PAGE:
I cannot stress how important for . . . the future of human experience it is to take the development and explication of a feminine perspective in ... research seriously and to devote all our talents and energies collectively to its accomplishment. -Jane Anton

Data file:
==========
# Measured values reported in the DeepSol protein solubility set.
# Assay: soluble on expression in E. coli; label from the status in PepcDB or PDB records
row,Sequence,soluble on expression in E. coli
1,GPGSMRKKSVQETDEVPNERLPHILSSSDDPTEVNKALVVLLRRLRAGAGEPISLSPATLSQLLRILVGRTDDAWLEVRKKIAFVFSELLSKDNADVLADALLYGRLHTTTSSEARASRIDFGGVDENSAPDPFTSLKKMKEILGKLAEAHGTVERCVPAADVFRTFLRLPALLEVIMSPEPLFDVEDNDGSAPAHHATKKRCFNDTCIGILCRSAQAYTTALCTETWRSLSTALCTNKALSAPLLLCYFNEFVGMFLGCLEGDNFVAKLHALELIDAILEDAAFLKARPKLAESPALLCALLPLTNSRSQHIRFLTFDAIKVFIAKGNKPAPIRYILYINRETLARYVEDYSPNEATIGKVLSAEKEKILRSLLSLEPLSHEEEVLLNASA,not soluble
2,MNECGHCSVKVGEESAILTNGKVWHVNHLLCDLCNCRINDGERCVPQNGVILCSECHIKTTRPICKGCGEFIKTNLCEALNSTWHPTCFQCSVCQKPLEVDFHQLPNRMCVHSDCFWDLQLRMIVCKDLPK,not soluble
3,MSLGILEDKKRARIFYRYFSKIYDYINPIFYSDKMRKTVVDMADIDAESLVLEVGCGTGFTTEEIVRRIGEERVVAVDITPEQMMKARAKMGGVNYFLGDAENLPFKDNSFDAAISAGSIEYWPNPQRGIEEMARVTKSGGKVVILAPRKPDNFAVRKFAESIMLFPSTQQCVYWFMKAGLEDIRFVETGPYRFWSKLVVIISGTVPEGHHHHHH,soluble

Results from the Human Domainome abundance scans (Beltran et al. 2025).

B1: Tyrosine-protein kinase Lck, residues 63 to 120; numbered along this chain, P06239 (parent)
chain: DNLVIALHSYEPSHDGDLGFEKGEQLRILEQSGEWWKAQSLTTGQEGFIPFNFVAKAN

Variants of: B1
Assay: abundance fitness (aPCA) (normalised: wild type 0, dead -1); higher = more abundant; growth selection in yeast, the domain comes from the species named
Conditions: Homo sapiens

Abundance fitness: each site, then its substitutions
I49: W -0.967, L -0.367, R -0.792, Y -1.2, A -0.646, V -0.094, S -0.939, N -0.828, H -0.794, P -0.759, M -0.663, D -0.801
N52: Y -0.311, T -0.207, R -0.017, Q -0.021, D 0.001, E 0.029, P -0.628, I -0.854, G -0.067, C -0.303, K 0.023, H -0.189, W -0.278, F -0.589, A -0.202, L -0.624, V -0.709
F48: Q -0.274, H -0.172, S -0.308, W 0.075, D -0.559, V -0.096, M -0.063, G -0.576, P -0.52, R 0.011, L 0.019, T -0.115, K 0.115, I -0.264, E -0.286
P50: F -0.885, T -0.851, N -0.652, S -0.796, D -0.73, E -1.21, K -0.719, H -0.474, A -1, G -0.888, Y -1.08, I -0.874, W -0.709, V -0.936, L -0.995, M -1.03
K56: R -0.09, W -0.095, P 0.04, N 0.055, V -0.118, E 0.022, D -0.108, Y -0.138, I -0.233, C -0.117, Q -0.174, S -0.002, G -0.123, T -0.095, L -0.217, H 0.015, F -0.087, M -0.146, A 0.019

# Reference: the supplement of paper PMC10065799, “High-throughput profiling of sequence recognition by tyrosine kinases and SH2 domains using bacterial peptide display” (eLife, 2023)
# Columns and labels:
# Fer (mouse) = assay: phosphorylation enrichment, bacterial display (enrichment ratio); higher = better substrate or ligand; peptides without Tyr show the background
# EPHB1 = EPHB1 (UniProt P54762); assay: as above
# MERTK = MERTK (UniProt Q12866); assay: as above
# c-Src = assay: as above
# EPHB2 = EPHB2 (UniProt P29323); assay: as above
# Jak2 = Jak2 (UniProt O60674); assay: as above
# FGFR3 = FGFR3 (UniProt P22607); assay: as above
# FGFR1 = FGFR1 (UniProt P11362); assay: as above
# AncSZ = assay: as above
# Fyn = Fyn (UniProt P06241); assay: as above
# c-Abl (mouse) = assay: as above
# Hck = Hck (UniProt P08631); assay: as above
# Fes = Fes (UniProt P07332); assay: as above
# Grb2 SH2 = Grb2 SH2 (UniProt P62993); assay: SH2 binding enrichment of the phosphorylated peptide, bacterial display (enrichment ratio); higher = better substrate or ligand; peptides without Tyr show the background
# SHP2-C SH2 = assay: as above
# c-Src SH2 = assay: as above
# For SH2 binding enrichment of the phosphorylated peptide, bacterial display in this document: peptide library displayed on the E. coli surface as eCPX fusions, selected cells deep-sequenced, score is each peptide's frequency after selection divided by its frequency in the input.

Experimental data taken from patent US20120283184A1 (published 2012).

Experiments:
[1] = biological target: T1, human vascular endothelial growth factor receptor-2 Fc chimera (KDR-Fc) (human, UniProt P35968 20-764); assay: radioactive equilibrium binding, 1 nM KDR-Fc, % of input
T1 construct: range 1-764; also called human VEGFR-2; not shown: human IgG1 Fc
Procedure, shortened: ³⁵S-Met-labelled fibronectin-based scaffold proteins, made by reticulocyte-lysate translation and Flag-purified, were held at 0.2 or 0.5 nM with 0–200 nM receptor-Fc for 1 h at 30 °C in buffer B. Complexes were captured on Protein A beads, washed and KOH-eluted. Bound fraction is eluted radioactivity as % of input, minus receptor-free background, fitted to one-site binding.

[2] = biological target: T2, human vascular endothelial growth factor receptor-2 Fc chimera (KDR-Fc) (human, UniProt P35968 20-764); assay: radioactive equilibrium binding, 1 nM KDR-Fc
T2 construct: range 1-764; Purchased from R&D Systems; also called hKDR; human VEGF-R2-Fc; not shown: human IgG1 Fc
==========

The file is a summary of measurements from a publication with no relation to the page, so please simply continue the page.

As research on women has increased, researchers have become increasingly concerned about how appropriate the existing research methodologies are for the study of women. In one of the earliest critiques, Rae Carlson argued that current research paradigms, which she characterized as involving manipulation, quantification, and control, not only impose restraints on the understanding of female psychology, but also lead to a general impoverishment in the capacity to say anything meaningful about human personality. Concomitantly, feminists began to question the widespread use of socioeconomic status as an independent variable. Marie R. Haug, for instance, pointed out that traditional measures of social class miscategorize about a third of all families because the characteristics of women, particularly working wives, are neglected in the allocation of class position to individuals and families.